This article enters into the modern debate between “consti- tutional departmentalists”—who contend that the executive and legislative branches share constitutional interpretive authority with the courts—and what are sometimes called “judicial supremacists.” After exploring the relevant history of political ideas, I join the modern minority of voices in the latter camp.

This is an intellectual history of two evolving political ideas—popular sovereignty and the separation of powers—which merged in the making of American judicial power, and I argue we can only understand the structural function of judicial review by bringing these ideas together into an integrated whole. Or, put another way, we must expand the traditional conception of the “separation of powers” to include not just distinct institutional functions, but also the structured division of the sovereign prerogative itself, both within and without the institutions of government. It then becomes possible to read Article III as part of a larger effort to unbundle the metaphorical sticks of traditional sovereign power, and to vest what I call the revolutionary prerogative in an independent judicial branch.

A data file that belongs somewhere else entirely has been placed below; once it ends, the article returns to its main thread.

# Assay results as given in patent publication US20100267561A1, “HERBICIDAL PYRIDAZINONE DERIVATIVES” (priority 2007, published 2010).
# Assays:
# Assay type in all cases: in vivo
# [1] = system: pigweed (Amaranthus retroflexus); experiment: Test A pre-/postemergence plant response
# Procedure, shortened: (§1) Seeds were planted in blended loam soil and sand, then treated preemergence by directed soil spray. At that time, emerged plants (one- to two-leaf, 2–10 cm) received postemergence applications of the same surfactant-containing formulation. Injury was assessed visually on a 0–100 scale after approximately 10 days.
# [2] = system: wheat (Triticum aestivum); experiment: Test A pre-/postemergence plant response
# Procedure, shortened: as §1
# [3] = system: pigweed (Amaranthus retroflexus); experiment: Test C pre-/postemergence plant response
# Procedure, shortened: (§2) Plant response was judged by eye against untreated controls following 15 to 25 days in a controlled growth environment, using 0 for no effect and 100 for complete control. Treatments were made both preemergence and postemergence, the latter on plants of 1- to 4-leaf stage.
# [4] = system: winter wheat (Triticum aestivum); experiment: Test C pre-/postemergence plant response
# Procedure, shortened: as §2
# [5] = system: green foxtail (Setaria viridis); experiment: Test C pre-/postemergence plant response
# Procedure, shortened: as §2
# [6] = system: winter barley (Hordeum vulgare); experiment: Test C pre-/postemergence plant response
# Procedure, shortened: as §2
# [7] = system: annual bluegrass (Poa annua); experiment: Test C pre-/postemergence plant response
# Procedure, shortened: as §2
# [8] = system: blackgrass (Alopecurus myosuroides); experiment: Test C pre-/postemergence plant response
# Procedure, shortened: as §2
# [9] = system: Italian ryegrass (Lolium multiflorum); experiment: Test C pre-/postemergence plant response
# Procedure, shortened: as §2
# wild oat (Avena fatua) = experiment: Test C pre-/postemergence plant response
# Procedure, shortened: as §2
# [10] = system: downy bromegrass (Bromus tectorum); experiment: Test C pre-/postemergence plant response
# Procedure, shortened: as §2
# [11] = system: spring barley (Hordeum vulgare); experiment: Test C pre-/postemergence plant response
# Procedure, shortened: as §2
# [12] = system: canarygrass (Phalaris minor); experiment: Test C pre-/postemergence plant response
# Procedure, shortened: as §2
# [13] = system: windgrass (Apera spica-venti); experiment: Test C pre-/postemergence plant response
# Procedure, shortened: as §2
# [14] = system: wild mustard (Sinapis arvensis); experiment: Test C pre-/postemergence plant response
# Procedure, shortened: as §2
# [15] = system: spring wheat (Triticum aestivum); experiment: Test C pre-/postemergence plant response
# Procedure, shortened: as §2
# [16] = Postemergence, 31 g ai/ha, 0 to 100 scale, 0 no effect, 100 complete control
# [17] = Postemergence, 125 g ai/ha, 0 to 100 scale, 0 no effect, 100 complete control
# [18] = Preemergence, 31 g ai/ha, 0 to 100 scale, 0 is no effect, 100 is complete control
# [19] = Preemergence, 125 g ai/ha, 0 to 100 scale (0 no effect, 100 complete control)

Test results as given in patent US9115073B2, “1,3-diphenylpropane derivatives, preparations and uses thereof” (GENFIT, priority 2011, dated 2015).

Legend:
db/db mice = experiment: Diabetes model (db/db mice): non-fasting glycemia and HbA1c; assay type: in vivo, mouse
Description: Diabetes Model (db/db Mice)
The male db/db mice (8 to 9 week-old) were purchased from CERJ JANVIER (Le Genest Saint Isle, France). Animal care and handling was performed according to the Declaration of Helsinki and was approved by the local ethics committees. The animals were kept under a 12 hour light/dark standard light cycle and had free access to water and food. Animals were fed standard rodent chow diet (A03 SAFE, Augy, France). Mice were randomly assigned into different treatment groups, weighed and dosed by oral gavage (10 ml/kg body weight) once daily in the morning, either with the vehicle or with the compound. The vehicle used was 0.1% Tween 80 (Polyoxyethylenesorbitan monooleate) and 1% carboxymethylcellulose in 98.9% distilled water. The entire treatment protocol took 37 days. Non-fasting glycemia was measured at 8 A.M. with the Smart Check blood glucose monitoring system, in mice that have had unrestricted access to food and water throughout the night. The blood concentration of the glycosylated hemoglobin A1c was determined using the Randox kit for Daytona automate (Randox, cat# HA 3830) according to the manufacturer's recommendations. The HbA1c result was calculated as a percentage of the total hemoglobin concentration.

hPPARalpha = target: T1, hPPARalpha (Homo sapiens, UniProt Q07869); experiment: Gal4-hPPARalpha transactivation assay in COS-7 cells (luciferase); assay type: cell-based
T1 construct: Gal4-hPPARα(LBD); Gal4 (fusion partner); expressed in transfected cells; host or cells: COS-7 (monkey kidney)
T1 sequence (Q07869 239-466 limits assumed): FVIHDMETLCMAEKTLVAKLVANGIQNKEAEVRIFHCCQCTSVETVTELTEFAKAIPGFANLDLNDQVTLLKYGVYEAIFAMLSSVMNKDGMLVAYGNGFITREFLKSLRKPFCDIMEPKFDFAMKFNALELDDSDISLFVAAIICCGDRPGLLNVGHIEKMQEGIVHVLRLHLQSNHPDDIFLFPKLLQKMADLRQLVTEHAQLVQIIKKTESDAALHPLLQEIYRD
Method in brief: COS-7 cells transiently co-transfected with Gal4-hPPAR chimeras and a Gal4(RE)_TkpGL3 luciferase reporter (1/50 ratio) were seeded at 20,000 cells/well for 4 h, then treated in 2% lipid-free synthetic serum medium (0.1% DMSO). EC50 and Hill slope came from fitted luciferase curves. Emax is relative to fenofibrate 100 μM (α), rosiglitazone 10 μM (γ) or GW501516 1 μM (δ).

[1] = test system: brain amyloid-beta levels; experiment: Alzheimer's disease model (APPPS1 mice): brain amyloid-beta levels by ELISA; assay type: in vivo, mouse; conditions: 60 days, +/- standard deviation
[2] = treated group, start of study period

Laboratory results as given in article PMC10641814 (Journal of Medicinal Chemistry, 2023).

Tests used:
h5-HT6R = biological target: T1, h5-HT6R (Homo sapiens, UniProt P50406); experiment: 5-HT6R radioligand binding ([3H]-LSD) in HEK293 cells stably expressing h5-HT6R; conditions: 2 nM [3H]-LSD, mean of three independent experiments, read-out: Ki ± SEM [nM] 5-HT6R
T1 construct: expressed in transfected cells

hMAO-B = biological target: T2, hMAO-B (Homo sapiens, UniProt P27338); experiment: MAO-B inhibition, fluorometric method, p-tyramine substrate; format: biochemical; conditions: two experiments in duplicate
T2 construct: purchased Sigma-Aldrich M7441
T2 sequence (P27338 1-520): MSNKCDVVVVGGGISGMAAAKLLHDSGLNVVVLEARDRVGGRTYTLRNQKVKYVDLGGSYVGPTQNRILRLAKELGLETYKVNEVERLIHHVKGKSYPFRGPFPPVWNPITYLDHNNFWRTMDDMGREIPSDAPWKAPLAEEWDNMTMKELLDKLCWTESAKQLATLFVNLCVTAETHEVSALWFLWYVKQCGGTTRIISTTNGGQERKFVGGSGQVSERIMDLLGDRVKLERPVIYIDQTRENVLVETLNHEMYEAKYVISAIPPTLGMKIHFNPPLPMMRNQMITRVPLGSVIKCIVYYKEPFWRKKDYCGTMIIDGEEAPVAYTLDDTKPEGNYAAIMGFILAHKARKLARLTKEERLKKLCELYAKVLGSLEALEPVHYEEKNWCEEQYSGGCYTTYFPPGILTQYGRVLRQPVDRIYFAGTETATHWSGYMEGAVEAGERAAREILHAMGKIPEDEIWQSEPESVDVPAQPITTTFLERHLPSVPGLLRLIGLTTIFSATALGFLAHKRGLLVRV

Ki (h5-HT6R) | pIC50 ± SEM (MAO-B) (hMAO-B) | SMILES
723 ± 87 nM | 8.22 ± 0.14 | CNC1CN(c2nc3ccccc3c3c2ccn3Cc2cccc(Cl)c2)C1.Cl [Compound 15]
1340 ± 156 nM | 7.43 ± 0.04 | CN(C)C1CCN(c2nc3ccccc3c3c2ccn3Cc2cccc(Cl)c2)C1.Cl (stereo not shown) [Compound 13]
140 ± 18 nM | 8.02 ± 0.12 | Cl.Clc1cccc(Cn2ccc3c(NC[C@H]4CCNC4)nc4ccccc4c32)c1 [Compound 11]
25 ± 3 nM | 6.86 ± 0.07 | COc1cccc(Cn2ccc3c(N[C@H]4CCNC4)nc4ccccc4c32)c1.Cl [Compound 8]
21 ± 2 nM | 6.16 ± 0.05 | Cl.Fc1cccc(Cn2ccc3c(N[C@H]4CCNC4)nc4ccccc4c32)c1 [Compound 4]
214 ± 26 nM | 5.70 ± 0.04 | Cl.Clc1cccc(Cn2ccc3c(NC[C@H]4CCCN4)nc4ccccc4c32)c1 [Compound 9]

This prerogative establishes an institutional form through which the Court might invoke John Locke’s famous “revolution principle” on behalf of the sovereign People. It thus allows for what James Wilson celebrated—and what Sir William Blackstone could not conceive—the possibility of legalized revolution. In other words, the revolutionary prerogative allows for formal, independent appeal of the terms of the constitutional contract, by which the People delegated limited and contingent authority to their legislative and executive agents. Indeed, it is the final legal step before constitutional amendment or dissolution. Of course, the People retain the ultimate sovereign prerogative to declare the state of exception, but once constituted, the meaning of our fundamental law remains firmly, and solely, a matter of judicial discretion.



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